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King - Evolution Exam One Unit Two
Terms in this set (144)
Who is associated with the concept of mutation?
Thomas Morgan (early 1900's)
What did Morgan believe about mutations?
occur every generation, can occur anywhere in the genome
On a per individual, per gene basis, what are mutations?
incredibly rare (e.g. 0.00000002 mutations per base pair per generation in humans)
Who is associated with the concept of inheritance?
In 1865, Mendel's _____ were published. In the early 1900's, his work was rediscovered and eventually became the _____.
pea experiments, Laws of Mendelian Inheritance
What two major reconciliations did the modern synthesis (1936-1947) include?
1.Mendelian genetics with natural selection and gradual evolution
2. microevolution with macroevolution
How do many alleles interact?
What do allele frequencies not tell you anything about?
What are not all allelic interactions characterized by?
What tells us the expectations for genotype frequencies if no outside forces are acting on the population and also tells us the expectations for allele and genotype frequencies over time if no outside forces are acting on the population?
What are the assumptions of the Hardy-Weinberg Equilibrium?
infinite population size, random mating, no migration, no mutation, no selection
Hardy-Weinberg equilibrium tells us the expectations for genotype frequencies if no outside forces are acting on the population. What is satisfied?
p² + 2pq + q² = 1
Hardy-Weinberg equilibrium tells us the expectations for allele and genotype frequencies over time if no outside forces are acting on the population. What will occur?
If all five assumptions are met, what will not change over time in Hardy-Weinberg equilibrium if no outside forces are acting on the population?
allele and genotype frequencies
Because Hardy-Weinberg equilibrium is a default condition when no outside forces are acting on a population, what is it?
Why is Hardy-Weinberg equilibrium useful?
defining the exact conditions when we expect no change tells us what factors can cause change
Why is Hardy-Weinberg a null model?
evolution is the natural state for populations
What are the evolutionary forces?
selection, mutation, gene flow, genetic drift
Name the evolutionary force associated with the assumption - no selection.
Name the evolutionary force associated with the assumption - no mutation.
Name the evolutionary force associated with the assumption - no migration.
Name the evolutionary force associated with the assumption - infinite population size.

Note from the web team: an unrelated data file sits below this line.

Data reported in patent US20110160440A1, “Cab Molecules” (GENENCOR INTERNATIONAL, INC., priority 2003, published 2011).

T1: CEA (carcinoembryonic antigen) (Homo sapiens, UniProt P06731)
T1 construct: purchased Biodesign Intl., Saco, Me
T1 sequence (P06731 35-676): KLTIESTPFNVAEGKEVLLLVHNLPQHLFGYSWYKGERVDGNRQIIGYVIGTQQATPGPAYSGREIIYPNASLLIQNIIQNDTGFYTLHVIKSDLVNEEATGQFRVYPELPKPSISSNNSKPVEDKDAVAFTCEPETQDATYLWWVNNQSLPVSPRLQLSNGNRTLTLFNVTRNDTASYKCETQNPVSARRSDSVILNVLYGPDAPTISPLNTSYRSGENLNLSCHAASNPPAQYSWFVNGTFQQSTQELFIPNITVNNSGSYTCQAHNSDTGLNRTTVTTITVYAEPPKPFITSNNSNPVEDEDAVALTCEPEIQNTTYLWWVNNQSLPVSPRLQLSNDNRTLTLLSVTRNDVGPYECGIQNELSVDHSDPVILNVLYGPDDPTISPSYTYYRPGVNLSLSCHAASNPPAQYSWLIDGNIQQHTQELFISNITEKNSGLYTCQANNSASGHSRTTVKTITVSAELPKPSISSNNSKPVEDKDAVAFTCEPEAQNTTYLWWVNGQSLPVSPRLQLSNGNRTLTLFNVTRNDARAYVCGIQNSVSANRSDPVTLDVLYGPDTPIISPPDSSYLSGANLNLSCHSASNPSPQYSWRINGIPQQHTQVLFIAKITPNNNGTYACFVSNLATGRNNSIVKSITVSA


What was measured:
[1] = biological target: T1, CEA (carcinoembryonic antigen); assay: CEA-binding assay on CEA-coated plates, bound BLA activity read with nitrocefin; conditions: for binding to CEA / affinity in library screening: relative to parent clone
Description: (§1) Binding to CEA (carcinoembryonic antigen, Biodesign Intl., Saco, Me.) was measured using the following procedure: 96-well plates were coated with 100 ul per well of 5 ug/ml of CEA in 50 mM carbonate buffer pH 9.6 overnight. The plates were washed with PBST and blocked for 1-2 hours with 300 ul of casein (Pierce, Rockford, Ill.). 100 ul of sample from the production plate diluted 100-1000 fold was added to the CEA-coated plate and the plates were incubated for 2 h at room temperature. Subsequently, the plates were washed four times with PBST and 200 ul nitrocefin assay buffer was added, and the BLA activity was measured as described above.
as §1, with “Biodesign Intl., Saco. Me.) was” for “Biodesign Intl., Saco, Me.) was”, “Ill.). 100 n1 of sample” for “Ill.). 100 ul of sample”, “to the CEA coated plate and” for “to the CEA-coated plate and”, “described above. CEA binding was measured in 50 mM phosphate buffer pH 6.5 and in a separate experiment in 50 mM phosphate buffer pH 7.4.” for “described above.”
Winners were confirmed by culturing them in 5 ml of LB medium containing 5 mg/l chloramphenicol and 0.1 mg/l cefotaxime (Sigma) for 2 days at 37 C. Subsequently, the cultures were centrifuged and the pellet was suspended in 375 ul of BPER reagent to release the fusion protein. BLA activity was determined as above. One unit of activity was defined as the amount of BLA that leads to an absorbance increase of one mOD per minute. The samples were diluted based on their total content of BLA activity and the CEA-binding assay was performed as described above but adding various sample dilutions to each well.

Name the evolutionary force associated with the assumption - random mating.
n/a (only genotype frequencies change, not allele frequencies)
What is the change of allele frequencies due to chance?
What is genetic drift influenced by?
sampling error inherent in the transmission of gametes by individuals in a finite population, other random events that influence the reproductive success of individuals
Regarding genetic drift in natural populations, if a population is very large (e.g. over 1 million individuals) will drift still occur if no other forces are acting?
What are two events that can occur with genetic drift?
bottleneck effect, founder effect
What is allele frequencies in founding populations will be different from source populations due to chance (sampling error)?
What is the ability of an individual to survive and reproduce and is the total contribution of offspring to future generations?
What is the average number of surviving offspring contributed by an individual?
net reproductive rate (R₀)
What is fitness relative compared to?
other individuals in the population (w)
What can relative fitness be measured for?
individuals with a given trait, individuals with a given allele or genotype
What do the fitness effects of an allele depend on?
Selection is the only force that can produce _____ to the environment.
What is a weak mechanism of evolution?
Even very high mutation rates do not produce substantial changes _____.
without other forces acting
How does mutation alone change allele frequencies?
What is mutation critical for?
introducing new alleles for drift and selection to act on
What results from migration of individuals between populations of the same species (movement between populations) and tends to homogenize populations?